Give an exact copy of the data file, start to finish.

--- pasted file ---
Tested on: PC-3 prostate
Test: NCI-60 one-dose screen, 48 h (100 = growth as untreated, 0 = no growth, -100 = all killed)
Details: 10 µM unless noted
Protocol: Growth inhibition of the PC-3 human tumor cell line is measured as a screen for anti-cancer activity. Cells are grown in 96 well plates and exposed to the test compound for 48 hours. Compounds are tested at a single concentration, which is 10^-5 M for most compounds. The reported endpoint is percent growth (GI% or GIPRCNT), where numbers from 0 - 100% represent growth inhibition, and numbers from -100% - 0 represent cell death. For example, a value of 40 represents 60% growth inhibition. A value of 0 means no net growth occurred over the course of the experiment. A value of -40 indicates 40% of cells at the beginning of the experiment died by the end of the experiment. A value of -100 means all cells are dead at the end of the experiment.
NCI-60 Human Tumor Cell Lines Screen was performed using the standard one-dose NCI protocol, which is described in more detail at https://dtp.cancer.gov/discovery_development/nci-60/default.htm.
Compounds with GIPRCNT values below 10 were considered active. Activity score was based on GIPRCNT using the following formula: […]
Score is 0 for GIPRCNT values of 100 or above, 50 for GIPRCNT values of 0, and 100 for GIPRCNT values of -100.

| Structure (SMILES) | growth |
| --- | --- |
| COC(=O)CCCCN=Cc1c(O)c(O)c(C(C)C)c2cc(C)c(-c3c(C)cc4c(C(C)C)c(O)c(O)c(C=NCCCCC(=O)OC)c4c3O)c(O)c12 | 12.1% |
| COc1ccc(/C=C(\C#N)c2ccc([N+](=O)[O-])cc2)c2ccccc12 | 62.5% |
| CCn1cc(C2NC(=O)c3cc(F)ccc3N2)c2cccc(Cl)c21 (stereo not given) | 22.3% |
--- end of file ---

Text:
Tested on: PC-3 prostate
Test: NCI-60 one-dose screen, 48 h (100 = growth as untreated, 0 = no growth, -100 = all killed)
Details: 10 µM unless noted
Protocol: Growth inhibition of the PC-3 human tumor cell line is measured as a screen for anti-cancer activity. Cells are grown in 96 well plates and exposed to the test compound for 48 hours. Compounds are tested at a single concentration, which is 10^-5 M for most compounds. The reported endpoint is percent growth (GI% or GIPRCNT), where numbers from 0 - 100% represent growth inhibition, and numbers from -100% - 0 represent cell death. For example, a value of 40 represents 60% growth inhibition. A value of 0 means no net growth occurred over the course of the experiment. A value of -40 indicates 40% of cells at the beginning of the experiment died by the end of the experiment. A value of -100 means all cells are dead at the end of the experiment.
NCI-60 Human Tumor Cell Lines Screen was performed using the standard one-dose NCI protocol, which is described in more detail at https://dtp.cancer.gov/discovery_development/nci-60/default.htm.
Compounds with GIPRCNT values below 10 were considered active. Activity score was based on GIPRCNT using the following formula: […]
Score is 0 for GIPRCNT values of 100 or above, 50 for GIPRCNT values of 0, and 100 for GIPRCNT values of -100.

| Structure (SMILES) | growth |
| --- | --- |
| COC(=O)CCCCN=Cc1c(O)c(O)c(C(C)C)c2cc(C)c(-c3c(C)cc4c(C(C)C)c(O)c(O)c(C=NCCCCC(=O)OC)c4c3O)c(O)c12 | 12.1% |
| COc1ccc(/C=C(\C#N)c2ccc([N+](=O)[O-])cc2)c2ccccc12 | 62.5% |
| CCn1cc(C2NC(=O)c3cc(F)ccc3N2)c2cccc(Cl)c21 (stereo not given) | 22.3% |